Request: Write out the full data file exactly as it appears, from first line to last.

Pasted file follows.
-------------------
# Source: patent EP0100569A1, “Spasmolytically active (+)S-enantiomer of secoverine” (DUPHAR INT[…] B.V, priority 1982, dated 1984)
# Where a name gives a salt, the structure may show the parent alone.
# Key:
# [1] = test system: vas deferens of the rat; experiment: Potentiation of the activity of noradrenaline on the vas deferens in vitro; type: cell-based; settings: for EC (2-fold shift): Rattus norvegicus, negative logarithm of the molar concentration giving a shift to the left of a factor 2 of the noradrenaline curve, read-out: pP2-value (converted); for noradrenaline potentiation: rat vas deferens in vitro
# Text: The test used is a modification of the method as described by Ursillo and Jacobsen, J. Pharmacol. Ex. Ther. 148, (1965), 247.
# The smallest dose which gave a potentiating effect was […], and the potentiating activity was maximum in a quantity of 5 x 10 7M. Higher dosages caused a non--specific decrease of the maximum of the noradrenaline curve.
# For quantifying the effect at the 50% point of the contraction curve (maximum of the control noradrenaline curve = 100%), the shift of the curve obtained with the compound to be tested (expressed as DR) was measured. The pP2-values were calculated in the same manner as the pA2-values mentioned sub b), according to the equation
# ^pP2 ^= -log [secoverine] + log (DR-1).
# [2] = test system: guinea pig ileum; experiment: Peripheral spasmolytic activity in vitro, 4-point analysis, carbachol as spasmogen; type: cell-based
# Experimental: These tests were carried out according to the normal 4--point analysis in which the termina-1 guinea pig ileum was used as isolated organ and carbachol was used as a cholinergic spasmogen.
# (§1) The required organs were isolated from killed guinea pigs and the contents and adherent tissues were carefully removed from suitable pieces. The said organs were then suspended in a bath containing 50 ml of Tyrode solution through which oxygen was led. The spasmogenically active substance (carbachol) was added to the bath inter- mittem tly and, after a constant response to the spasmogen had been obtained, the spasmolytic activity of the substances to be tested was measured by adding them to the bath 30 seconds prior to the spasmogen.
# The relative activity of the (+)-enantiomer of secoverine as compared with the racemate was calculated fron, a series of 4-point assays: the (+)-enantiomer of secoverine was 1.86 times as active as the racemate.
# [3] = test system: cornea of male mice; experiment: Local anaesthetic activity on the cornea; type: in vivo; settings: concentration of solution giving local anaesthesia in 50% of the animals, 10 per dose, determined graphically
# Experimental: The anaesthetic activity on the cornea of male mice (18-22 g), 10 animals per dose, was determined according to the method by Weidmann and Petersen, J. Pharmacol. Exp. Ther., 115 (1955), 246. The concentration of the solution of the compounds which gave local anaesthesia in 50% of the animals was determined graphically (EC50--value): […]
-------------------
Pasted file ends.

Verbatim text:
# Source: patent EP0100569A1, “Spasmolytically active (+)S-enantiomer of secoverine” (DUPHAR INT[…] B.V, priority 1982, dated 1984)
# Where a name gives a salt, the structure may show the parent alone.
# Key:
# [1] = test system: vas deferens of the rat; experiment: Potentiation of the activity of noradrenaline on the vas deferens in vitro; type: cell-based; settings: for EC (2-fold shift): Rattus norvegicus, negative logarithm of the molar concentration giving a shift to the left of a factor 2 of the noradrenaline curve, read-out: pP2-value (converted); for noradrenaline potentiation: rat vas deferens in vitro
# Text: The test used is a modification of the method as described by Ursillo and Jacobsen, J. Pharmacol. Ex. Ther. 148, (1965), 247.
# The smallest dose which gave a potentiating effect was […], and the potentiating activity was maximum in a quantity of 5 x 10 7M. Higher dosages caused a non--specific decrease of the maximum of the noradrenaline curve.
# For quantifying the effect at the 50% point of the contraction curve (maximum of the control noradrenaline curve = 100%), the shift of the curve obtained with the compound to be tested (expressed as DR) was measured. The pP2-values were calculated in the same manner as the pA2-values mentioned sub b), according to the equation
# ^pP2 ^= -log [secoverine] + log (DR-1).
# [2] = test system: guinea pig ileum; experiment: Peripheral spasmolytic activity in vitro, 4-point analysis, carbachol as spasmogen; type: cell-based
# Experimental: These tests were carried out according to the normal 4--point analysis in which the termina-1 guinea pig ileum was used as isolated organ and carbachol was used as a cholinergic spasmogen.
# (§1) The required organs were isolated from killed guinea pigs and the contents and adherent tissues were carefully removed from suitable pieces. The said organs were then suspended in a bath containing 50 ml of Tyrode solution through which oxygen was led. The spasmogenically active substance (carbachol) was added to the bath inter- mittem tly and, after a constant response to the spasmogen had been obtained, the spasmolytic activity of the substances to be tested was measured by adding them to the bath 30 seconds prior to the spasmogen.
# The relative activity of the (+)-enantiomer of secoverine as compared with the racemate was calculated fron, a series of 4-point assays: the (+)-enantiomer of secoverine was 1.86 times as active as the racemate.
# [3] = test system: cornea of male mice; experiment: Local anaesthetic activity on the cornea; type: in vivo; settings: concentration of solution giving local anaesthesia in 50% of the animals, 10 per dose, determined graphically
# Experimental: The anaesthetic activity on the cornea of male mice (18-22 g), 10 animals per dose, was determined according to the method by Weidmann and Petersen, J. Pharmacol. Exp. Ther., 115 (1955), 246. The concentration of the solution of the compounds which gave local anaesthesia in 50% of the animals was determined graphically (EC50--value): […]